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Science Museum holds exhibition on polar crisis

     The pressing issue of global warming and the importance of preserving the environment for future generations are displayed in an exhibition entitled "Polar Crisis - Climate Change" at the Hong Kong Science Museum from today (May 16) until November 4.

     Jointly organised by the Science Museum and the Polar Museum Foundation, the exhibition displays 100 photos taken at the Three Poles, a huge snowfield model and polar expedition gear including a sled, heat-preserving clothing and a research balloon, as well as specimens and rock samples collected from the Arctic and the Antarctic. It also features a documentary video on the "Third Chinese Arctic Research Expedition' taken by the founder of the Polar Museum Foundation Dr Rebecca Lee and the national flag hoisted in Antarctica.

     Improper usage and wastage of natural resources by mankind have upset the ecological equilibrium with deforestation and over-exploitation of land and groundwater. Rapid industrialisation has contaminated the earth with chemicals, polluted water and exhaust gas. All these factors accelerate global warming. In the last decade, the average annual ratio of carbon dioxide was 1.8/1,000,000, but in recent years it has increased to 3/1,000,000.

     The highest peak on Earth, Mount Everest, the icy world of the North Pole and the ancient continent of the South Pole are known as the Three Poles. The poles were once the least polluted places on earth. Ice, snow and sediments in these three places have preserved the most precise and continuous records of environmental change over millions of years.

     Recently, the North Pole's icecap has shrunk substantially due to global warming. Plants have even started to grow in some inland areas which were once covered permanently with ice. The ice sheet at the South Pole also has started to crack, and the speed and severity of ice melt are on the increase. Through the atmosphere and circulation of oceanic currents, climatic changes at the poles have a direct influence on the global climate. Changes in the bipolar ice sheets have a direct impact on the sea level on a global scale.

     The ice and snow at the extremely high Qinghai-Tibet Plateau are not only the lifeblood of the arid zones in northwest China, but also the major source of water for many major rivers in Asia. However, studies show that the volume of ice and snow on Mount Everest is declining year after year, posing a serious threat to the water supply in these regions. If glaciers continue to melt at this speed, two-thirds of glaciers in the Tibetan Plateau will disappear by 2050. This means that two-thirds of water sources will be lost.

     Not only mankind, but also the animals living in the Three Poles are affected by the weather changes. Should current trends continue, animal habitats on land will decrease inexorably. It is estimated that the number of polar bears will fall to one-third of the current population in the next 50 years. The Antarctic is home to more than 100 million penguins, accounting for one-tenth of the total number of seabirds in the world. Because of the accelerated melting of the ice layer, the survival of many wild animals including penguins is on the brink, facing a real and deadly threat.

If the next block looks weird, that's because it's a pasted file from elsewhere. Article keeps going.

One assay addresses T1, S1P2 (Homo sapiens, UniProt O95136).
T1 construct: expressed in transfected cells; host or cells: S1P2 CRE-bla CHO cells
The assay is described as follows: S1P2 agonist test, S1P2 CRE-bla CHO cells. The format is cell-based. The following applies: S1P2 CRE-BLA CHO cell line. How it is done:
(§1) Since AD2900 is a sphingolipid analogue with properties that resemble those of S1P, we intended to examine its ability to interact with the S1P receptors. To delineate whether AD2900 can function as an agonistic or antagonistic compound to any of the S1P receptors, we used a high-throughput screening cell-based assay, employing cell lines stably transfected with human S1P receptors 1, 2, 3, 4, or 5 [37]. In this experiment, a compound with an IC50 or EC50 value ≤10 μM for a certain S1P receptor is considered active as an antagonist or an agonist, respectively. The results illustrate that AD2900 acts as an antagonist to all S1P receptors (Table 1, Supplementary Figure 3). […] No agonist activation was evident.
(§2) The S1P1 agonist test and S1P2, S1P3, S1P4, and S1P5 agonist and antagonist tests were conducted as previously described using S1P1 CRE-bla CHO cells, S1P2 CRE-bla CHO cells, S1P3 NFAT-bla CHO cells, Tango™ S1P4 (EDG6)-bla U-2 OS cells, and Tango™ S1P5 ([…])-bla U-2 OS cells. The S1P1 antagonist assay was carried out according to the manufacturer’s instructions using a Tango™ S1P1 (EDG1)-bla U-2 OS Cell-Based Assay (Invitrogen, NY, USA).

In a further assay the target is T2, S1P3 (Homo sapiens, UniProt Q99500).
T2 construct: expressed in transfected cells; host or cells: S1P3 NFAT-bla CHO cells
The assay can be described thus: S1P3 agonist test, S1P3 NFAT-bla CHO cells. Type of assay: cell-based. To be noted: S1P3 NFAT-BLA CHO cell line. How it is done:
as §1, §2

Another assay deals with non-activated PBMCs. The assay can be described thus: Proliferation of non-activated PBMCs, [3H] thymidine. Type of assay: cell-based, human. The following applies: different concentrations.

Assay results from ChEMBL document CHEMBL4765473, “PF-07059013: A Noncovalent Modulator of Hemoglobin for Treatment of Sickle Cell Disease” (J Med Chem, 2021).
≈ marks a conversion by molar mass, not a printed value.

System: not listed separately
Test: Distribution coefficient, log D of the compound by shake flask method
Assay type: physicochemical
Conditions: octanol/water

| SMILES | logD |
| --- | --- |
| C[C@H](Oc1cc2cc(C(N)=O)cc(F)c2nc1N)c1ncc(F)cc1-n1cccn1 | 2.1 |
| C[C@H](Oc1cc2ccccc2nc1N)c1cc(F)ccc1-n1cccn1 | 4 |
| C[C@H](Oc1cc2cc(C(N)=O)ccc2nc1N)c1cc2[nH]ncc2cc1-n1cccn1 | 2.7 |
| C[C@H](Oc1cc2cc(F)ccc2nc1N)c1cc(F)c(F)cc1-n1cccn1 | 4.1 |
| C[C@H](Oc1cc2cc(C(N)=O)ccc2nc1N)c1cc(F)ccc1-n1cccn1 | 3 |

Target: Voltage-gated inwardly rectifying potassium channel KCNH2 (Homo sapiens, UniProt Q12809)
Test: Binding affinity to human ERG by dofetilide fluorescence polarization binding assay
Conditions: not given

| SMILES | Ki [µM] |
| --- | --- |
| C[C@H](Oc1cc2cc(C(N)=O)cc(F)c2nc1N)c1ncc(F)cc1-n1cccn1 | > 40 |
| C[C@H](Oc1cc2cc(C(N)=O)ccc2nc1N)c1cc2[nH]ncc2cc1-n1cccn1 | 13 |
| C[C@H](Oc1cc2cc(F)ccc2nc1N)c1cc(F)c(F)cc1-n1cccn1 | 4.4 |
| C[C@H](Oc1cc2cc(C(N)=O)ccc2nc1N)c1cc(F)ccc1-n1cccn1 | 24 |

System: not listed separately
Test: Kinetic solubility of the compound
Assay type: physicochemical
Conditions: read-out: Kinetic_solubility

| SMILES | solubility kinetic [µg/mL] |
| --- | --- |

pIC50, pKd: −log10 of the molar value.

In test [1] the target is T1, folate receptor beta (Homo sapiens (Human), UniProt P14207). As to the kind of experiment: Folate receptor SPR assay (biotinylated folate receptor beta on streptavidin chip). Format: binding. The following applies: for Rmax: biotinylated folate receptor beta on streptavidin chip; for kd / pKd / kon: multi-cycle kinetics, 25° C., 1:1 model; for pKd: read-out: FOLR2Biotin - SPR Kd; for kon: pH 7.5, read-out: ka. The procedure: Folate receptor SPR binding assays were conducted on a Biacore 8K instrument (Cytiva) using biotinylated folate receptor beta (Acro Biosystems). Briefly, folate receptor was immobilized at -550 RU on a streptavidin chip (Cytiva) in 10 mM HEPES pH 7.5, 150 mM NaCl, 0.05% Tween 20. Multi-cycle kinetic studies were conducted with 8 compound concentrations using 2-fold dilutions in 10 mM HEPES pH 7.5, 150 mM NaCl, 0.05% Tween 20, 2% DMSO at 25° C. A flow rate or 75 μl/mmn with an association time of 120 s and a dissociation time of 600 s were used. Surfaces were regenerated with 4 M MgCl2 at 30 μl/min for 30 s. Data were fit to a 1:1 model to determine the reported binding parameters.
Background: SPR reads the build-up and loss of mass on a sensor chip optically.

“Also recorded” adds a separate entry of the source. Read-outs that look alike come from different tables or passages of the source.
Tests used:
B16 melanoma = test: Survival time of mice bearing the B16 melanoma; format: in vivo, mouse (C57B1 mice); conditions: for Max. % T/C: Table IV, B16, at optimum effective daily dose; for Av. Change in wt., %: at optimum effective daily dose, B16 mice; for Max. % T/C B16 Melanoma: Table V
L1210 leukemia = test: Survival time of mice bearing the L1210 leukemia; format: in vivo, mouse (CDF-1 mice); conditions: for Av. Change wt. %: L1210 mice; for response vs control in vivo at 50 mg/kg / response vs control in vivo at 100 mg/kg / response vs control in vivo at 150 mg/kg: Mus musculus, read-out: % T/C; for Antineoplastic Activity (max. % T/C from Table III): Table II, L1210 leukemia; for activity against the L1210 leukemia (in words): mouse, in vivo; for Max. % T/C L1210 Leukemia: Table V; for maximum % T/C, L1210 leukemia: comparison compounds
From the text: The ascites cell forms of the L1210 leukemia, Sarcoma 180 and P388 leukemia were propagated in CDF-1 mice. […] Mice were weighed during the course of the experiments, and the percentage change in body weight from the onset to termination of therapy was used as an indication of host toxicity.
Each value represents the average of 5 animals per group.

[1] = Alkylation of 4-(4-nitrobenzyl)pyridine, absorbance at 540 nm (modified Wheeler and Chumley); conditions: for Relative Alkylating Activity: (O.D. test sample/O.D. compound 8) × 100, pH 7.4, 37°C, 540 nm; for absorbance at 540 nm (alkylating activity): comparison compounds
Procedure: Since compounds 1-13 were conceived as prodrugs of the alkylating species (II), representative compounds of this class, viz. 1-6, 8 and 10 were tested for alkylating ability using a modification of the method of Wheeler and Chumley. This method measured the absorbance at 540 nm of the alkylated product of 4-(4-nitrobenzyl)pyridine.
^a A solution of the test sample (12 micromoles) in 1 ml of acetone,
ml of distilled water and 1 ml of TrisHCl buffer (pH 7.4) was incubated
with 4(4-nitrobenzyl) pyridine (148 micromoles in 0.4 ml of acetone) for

To better understand the impact of climatic and environmental change as well as man-made pollution, many countries have sent scientists to the Three Poles to conduct long-term scientific and technological research. Through continuous and regular investigation, scientists can obtain data for analysis of the climate, environment and resources in the Three Poles and verify their theories, which help promote education on the environment and science.

     For our own benefit and that of future generations, people should start to protect the environment and care for nature, make good use of science and take remedial and rational action to create a better home in harmony with nature.

     The Science Museum is located at 2 Science Museum Road, Tsim Sha Tsui East. It opens from 1pm to 9pm from Monday to Wednesday and on Fridays, and from 10am to 9pm on Saturdays, Sundays and public holidays. It is closed on Thursdays (except public holidays). Admission is $25 with half-price concession for full-time students, people with disabilities and senior citizens aged 60 or above. Admission is free on Wednesdays.

     For details of the exhibition, visit the Science Museum's website at  . For enquiries, please call 2732 3232.


Ends/Saturday, May 16, 2009


Global warming has speeded up the melting of ice in the Antarctic. If all the ice covering the Antarctic continent melted, the sea level would rise 60 metres. This will cause catastrophic floods that may affect an area of up to 20 million square kilometres.


Should the current trend of ice melt continue, animal habitats on land will decrease. It is estimated that the number of polar bears will fall to one-third of its current population in the next 50 years.


The changing of seasons at the poles determines the forming and melting of sea ice, which will have a direct impact on human activities and biological habitats.


For more than a decade, the Polar Museum Foundation has organised scientific expeditions and helped Hong Kong people, including scientists, students, eminent figures in the industrial, commercial and performing arts sectors, to journey to Antarctica. It is expected that through the influence of such participants, public awareness of polar scientific research and the importance of environmental protection will be aroused.





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